Room by Emma Donoghue

RoomEmma Donoghue made a brave decision when she chose as the subject for her seventh novel Room, the seven-year imprisonment and sexual abuse of a young woman.  Donoghue was accused of sensationalism and voyeurism because of the affinity between her novel and the real life story of Josef Fritzl, an Austrian who held his daughter captive and sexually abused her for 24 years. She admitted that Room was triggered by the Fritzl scandal but firmly denied that her novel was in any way ‘based on’ that case.

What interested Emma Donoghue most was not the experience of the abuse or the confinement in a soundproofed garden shed but how the victim and the son Jack that is born as a result of rape, deal with the challenges of life outside.

This is the story told by Jack. He’s five years old, born in captivity, whose knowledge of the world is limited to the 12-foot-square room he occupies with his “Ma”. Their only contact with the world outside comes via their captor  “Old Nick”, who delivers their food, a weekly “Sundaytreat” (new trousers, painkillers, the occasional candy bar) before raping Ma. She uses every ounce of her energy on nurturing and teaching her child, creating rituals that help preserve her sanity. Theirs is a very private world, with its own language and cast of characters that Ma creates out of the sparse items in their room. “Melted Spoon”, “Rug”, “Wardrobe” and “Plant” become friends as real for Jack as the cartoon characters he loves to watch on TV. Ma limits his tv time though so his “brain doesn’t turn to mush” and makes him do “phys-ed” every morning which consists of running around the room and bouncing on the bed. In between they make up poems, sing Kylie songs and create a snake from old egg shells.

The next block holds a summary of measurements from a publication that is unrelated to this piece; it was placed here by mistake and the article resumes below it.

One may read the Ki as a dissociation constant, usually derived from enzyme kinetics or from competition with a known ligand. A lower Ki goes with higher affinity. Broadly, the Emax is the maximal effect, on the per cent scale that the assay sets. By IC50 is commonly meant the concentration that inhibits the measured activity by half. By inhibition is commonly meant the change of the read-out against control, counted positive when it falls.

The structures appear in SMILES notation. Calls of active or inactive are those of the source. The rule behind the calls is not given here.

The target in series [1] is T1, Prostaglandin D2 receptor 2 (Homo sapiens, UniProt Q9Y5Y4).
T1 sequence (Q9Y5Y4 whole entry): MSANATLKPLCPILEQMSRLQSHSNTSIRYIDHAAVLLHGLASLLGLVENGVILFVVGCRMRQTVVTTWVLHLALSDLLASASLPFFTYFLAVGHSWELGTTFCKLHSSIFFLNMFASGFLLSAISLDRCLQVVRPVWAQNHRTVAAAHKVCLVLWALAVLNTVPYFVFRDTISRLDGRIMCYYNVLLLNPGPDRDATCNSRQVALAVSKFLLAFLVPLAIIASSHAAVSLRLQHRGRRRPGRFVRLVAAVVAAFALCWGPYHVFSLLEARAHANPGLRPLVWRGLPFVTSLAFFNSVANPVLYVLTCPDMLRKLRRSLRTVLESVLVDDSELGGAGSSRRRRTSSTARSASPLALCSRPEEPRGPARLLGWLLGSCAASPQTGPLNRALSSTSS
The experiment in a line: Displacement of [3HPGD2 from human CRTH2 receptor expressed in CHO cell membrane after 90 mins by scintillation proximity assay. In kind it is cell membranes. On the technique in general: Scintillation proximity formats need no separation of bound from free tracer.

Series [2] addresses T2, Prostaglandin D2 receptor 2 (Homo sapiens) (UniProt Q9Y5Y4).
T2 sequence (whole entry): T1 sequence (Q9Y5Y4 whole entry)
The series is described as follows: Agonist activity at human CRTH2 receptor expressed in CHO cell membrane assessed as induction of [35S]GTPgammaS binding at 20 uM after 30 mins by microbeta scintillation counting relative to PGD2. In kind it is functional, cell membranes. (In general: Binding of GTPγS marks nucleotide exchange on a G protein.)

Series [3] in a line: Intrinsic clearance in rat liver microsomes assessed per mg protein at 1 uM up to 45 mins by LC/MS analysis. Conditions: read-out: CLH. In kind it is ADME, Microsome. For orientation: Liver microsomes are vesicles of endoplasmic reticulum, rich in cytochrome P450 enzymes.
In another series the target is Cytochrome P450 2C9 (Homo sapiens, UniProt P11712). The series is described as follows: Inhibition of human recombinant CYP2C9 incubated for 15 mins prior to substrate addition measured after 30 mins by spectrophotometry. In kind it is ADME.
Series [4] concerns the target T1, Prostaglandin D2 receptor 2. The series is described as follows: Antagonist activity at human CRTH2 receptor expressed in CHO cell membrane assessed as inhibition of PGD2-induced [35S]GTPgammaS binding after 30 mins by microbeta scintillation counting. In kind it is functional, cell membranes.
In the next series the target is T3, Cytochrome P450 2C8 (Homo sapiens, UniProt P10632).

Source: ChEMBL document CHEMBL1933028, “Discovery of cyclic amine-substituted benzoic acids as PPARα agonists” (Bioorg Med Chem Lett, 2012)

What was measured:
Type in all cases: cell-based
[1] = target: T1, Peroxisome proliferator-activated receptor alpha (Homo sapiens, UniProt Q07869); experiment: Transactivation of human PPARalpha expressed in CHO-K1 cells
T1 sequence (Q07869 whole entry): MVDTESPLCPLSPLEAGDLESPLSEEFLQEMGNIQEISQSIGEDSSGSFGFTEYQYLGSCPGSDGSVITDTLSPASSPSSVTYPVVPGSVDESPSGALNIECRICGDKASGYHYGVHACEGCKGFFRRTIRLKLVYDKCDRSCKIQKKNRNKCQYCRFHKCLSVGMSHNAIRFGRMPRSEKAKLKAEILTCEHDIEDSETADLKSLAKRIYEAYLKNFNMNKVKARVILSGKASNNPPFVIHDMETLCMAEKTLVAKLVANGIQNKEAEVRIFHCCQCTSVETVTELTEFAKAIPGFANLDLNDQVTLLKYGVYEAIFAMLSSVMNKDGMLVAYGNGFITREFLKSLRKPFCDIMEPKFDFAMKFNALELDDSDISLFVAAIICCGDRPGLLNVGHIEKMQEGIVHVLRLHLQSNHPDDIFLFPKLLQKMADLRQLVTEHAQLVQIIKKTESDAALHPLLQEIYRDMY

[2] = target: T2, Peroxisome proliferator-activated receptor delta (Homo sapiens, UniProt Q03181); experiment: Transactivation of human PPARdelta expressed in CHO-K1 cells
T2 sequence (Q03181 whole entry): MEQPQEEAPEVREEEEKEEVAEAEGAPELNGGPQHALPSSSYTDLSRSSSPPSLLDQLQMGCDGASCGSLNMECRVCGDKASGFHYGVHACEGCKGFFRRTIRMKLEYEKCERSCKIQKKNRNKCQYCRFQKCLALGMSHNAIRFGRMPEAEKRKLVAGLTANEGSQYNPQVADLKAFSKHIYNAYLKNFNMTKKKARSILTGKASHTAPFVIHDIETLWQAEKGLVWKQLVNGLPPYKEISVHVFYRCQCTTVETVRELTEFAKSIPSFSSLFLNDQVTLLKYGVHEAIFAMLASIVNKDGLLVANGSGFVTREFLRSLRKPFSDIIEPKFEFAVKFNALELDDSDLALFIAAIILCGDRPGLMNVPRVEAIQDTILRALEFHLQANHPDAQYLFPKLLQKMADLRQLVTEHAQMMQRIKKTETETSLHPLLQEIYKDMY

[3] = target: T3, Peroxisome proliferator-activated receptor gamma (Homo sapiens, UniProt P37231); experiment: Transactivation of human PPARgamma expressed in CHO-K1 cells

For Jack every day is a day of wide-eyed discovery and joy. Ma however can recall life “outside”.  Not surprisingly some days she just succumbs to despair, days when in Jack’s eyes she is “gone” and he is left to his own devices. Ma however is an exceptional woman, one whose love for her son gives her the courage to make a bid for freedom.

When the second half of the novel moves to “outside” it loses some of its intensity but gains a new dimension in which the close mother-son relationship is put the test as Jack has to share his mother with other people.  He has to learn that what was acceptable ‘inside” the room is not acceptable “outside” and to acquire skills he never needed before like tackling stairs and wearing shoes. Jack’s introduction to this confusing new world and to gradual removal of his previous dependency on his mother is handled with remarkable skill and insight.

While it was almost impossible not to shudder at the plight of this pair it was equally impossible not to be totally enthralled by Jack. It’s not easy inventing a credible child narrator but in Jack, Donaghue delivers one whose voice is so memorable  I could hear him long after I closed the book each day. He is the figure whose sweet innocence mitigates the horror, the figure that ensures the book never descends into the simplistic mode of villain versus victim pure monster  It’s one of the reasons this is a novel like no other I’ve read in recent years.

 

End Notes

Emma Donoghue was born in Ireland but now lives in Canada. Room was longlisted for the Man Booker Prize in 2010. It was released as a film in 2015.

Emma Donaghue talks about the writing of her novel in an interview with the Guardian 

 

 

About BookerTalk

What do you need to know about me? 1. I'm from Wales which is one of the countries in the UK and must never be confused with England. 2. My life has always revolved around the written and spoken word. I worked as a journalist for nine years then in international corporate communications 3. My tastes in books are eclectic. I love realism and hate science fiction and science fantasy. 4. I am trying to broaden my reading horizons geographically by reading more books in translation